Or, you might think, “The only reason I didn’t get this job is because the hiring manager had it out for me. It’s like the universe has it out for me!”
Both of these are thoughts that can help you explain why you didn’t get the job, but they are irrational and can lead to negative emotions and behavior down the road.
Using this scenario as an example, this is how the ABCDE model can explain the development (and the solution) of such problems:
A – Activating Event / Adversity
An activating event or adversity is something that triggers you to form an irrational belief, such as being turned down for the position. It is the first step in developing an irrational thought, because the irrational thought is formed to help you deal with the event.
B – Irrational Belief
The “B” stands for the irrational belief that is formed in response to the activating event. This is a belief that you use to cope with the event, such as “I’m a loser, I’m useless, and I wouldn’t be able to do the job anyway.” While this is, of course, an incredibly hurtful thought, it can still be more comforting than having no idea why you didn’t get the job. Irrational beliefs are surprisingly easy to develop!
C – Emotional and Behavioral Consequences
The third component is the consequences of this irrational belief. Irrational beliefs always have consequences, sometimes emotional, sometimes behavior, and sometimes both. In this case, the consequences may be that you lose your self-confidence or frequently feel sad (emotional) and stop applying to any jobs (behavioral).
D – Disputes or Arguments
At some point, you may realize that you have an irrational belief that is causing you problems. You notice your loss of self-confidence and negative thoughts about yourself and begin to argue against your irrational belief. If you’re working with a therapist, the therapist may help guide you in developing arguments against the belief and help you come up with evidence to the contrary, such as “I have an amazing spouse. My spouse wouldn’t be with a ‘loser’ so I must not be a loser.”
E – New Effect
When you have successfully countered the irrational belief, you will notice new (hopefully more positive!) consequences or effects. In our scenario, these effects might be increased confidence, applying to more jobs, and feeling good about your abilities. These effects are the positive outcomes of holding more rational thoughts, like “I just wasn’t a good fit for that job, but I’ll find another” or “Maybe the hiring manager really didn’t like me, but that’s her loss” (McLeod, 2015).
The ABCDE model can be extremely helpful in tracing the development of an irrational thought and providing a high-level outline of how to challenge and replace it.
Examples of REBT Exercises
There are many exercises, techniques, and interventions grounded in REBT and CBT theory that therapists use in treatment. There are also many exercises that can be completed individually if you are not currently working with a therapist.
This is a very small selection of the many great exercises available, but they provide a good representation of the kinds of activities that can help identify, challenge, and adapt harmful or destructive ways of thinking.
Identifying and Challenging Irrational Beliefs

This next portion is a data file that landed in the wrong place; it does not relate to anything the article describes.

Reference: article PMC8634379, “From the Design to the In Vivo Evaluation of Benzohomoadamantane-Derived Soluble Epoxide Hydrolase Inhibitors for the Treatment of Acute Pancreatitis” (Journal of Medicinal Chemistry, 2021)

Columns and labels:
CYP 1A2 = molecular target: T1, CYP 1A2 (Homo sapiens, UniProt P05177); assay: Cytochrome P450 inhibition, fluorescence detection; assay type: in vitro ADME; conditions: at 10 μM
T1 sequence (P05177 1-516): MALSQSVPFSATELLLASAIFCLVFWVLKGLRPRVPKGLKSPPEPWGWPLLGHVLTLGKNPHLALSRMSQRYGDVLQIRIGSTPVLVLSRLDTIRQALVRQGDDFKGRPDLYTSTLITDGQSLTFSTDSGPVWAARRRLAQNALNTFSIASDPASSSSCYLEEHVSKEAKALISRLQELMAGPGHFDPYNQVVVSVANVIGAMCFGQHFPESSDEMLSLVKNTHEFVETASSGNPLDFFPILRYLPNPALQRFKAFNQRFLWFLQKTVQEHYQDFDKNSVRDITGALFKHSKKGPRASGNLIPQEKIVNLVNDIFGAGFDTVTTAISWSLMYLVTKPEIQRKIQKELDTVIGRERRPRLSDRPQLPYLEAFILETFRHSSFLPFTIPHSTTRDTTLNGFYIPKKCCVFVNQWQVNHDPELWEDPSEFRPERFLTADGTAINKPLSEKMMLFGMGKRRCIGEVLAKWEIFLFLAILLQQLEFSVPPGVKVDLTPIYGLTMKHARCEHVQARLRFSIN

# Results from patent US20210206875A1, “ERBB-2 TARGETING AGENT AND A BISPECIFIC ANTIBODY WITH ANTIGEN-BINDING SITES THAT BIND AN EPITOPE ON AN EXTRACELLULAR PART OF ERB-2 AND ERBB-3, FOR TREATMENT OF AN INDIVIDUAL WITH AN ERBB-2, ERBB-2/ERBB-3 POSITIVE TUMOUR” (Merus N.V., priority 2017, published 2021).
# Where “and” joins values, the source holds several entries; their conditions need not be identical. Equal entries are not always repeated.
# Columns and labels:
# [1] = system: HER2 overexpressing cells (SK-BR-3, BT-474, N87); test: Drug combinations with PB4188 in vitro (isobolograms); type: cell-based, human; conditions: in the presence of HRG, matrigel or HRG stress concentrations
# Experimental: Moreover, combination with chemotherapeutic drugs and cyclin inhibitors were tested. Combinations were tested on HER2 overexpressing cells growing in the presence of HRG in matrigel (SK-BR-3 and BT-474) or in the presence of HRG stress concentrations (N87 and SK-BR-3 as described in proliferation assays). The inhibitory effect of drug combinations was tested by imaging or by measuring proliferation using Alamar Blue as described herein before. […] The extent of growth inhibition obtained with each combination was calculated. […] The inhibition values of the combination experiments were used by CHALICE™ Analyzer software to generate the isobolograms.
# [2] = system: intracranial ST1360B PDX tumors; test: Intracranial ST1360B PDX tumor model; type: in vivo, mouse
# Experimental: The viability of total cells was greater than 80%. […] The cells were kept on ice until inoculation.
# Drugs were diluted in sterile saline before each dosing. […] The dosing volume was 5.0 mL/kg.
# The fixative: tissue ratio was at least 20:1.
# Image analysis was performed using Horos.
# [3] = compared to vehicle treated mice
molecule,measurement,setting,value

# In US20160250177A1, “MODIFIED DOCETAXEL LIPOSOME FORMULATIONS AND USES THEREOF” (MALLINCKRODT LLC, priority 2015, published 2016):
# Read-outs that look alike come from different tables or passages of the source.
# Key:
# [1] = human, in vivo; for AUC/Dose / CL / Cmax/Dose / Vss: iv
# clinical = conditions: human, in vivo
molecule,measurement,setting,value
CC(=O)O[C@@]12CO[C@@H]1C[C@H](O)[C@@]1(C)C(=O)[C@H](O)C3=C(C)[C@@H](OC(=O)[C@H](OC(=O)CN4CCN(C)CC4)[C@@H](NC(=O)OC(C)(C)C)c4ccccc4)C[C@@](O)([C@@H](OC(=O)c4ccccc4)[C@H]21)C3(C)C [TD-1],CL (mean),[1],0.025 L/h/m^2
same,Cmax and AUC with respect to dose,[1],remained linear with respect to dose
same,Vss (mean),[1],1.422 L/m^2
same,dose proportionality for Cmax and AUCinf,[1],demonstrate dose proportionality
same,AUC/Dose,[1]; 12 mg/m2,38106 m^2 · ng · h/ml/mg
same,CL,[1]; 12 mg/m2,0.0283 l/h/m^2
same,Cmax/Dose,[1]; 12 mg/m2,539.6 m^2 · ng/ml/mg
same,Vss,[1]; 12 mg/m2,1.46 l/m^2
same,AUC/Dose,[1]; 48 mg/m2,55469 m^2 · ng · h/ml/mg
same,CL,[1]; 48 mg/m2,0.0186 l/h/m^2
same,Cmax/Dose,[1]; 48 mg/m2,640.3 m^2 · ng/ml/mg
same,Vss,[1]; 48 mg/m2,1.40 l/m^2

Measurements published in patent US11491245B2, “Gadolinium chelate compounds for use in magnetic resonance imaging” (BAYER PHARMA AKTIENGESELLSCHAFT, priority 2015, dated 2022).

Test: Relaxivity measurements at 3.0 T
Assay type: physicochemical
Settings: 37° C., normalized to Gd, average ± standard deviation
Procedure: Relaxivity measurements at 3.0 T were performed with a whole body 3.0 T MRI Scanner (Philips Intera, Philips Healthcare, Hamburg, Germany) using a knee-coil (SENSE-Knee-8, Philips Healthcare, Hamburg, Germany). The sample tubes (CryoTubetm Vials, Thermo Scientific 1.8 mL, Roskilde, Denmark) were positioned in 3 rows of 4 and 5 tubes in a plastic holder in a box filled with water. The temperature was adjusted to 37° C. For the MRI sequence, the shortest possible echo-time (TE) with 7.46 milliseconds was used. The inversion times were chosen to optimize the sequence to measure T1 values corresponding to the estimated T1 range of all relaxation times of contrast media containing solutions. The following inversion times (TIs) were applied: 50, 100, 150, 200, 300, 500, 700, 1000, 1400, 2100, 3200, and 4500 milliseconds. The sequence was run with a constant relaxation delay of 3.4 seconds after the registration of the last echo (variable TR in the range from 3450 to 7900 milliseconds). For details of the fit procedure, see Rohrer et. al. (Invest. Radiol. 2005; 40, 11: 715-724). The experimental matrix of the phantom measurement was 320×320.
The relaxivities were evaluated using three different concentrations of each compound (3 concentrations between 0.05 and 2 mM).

This is a commonly used exercise in REBT and CBT in general, as it gets to the root of the problem according to REBT theory: the irrational belief.
This “Dysfunctional Thought Record” worksheet will walk you through the exercise. It includes a structured journal format in which the client can record their irrational thoughts and look for patterns or commonalities to get to the source of their problems.
The worksheet is divided into seven columns and includes enough space to note multiple irrational or dysfunctional thoughts.
- In the first column, the client is to write down the date and time.
- In the second column, the client should describe the situation they were in.
- The third column is for writing down the automatic thought that arose.
- In column four, clients should note the associated emotions they felt.
- Column five is where the client should list any cognitive distortions that came up during this situation and automatic thought.
- In the next column, the client should brainstorm effective alternative thoughts that can fight the dysfunctional automatic thoughts.
- Finally, the seventh column is for writing down the outcome of the situation.
This exercise will facilitate the identification of negative, irrational beliefs and the development of effective arguments against these beliefs. Keeping a record of these thoughts can help anyone to organize their thoughts, connect their beliefs to their reactions, and discover potential patterns of irrational beliefs.
You can view or download this worksheet here.
This exercise can help clients recognize the consequences of their irrational beliefs on the things that are important to them. It can also assist the client in developing a solution that goes straight to the source instead of applying an emotional “Band-Aid” to their symptoms.
This “REBT Consequences Analysis” form can guide you or your clients through the exercise.
The first section of the worksheet is labeled “Target.” It directs the client to identify a salient issue or problem they are struggling with. In addition, it directs the client to think about what their most important goals or values are, and to write these down as well.
The second section is labeled “Short-term consequences.” This section gives the client space to write down the benefits (gains, pleasures, comforts) as well as the costs (damages, harms, losses) of continuing with their usual behavior. Once they have identified the benefits and costs, they can rate each area in terms of personal importance on a scale from 0 (lowest importance) to 100 (highest importance).
The third section is in the same format as the second section, but focuses the client on long-term consequences instead of short-term consequences. Once again, clients are instructed to identify the benefits and costs of continuing with business as usual and rating the importance in these areas on a scale from 0 (lowest importance) to 100 (highest importance).
Finally, the worksheet asks the client, “What is the best outcome for you in the long-term?” Here, the client should consider the short- and long-term benefits and costs, and compare the expected consequences of continuing with their current thinking or behavior versus making some changes now.